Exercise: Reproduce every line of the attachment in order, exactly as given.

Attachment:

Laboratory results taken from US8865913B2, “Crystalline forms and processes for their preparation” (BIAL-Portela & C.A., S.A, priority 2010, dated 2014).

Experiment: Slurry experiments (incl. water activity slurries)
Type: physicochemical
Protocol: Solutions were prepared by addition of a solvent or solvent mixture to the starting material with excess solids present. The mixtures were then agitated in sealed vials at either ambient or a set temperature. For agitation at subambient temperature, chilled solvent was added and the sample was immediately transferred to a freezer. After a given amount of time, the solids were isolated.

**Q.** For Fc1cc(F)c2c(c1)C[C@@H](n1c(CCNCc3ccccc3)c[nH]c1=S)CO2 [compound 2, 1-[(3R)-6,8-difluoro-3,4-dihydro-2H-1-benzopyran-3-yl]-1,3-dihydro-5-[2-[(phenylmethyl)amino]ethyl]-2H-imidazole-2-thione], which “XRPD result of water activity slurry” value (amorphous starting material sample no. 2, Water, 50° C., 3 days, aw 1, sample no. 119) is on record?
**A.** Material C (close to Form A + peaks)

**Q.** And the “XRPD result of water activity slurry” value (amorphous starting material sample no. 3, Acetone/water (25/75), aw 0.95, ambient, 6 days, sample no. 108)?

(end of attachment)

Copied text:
Laboratory results taken from US8865913B2, “Crystalline forms and processes for their preparation” (BIAL-Portela & C.A., S.A, priority 2010, dated 2014).

Experiment: Slurry experiments (incl. water activity slurries)
Type: physicochemical
Protocol: Solutions were prepared by addition of a solvent or solvent mixture to the starting material with excess solids present. The mixtures were then agitated in sealed vials at either ambient or a set temperature. For agitation at subambient temperature, chilled solvent was added and the sample was immediately transferred to a freezer. After a given amount of time, the solids were isolated.

**Q.** For Fc1cc(F)c2c(c1)C[C@@H](n1c(CCNCc3ccccc3)c[nH]c1=S)CO2 [compound 2, 1-[(3R)-6,8-difluoro-3,4-dihydro-2H-1-benzopyran-3-yl]-1,3-dihydro-5-[2-[(phenylmethyl)amino]ethyl]-2H-imidazole-2-thione], which “XRPD result of water activity slurry” value (amorphous starting material sample no. 2, Water, 50° C., 3 days, aw 1, sample no. 119) is on record?
**A.** Material C (close to Form A + peaks)

**Q.** And the “XRPD result of water activity slurry” value (amorphous starting material sample no. 3, Acetone/water (25/75), aw 0.95, ambient, 6 days, sample no. 108)?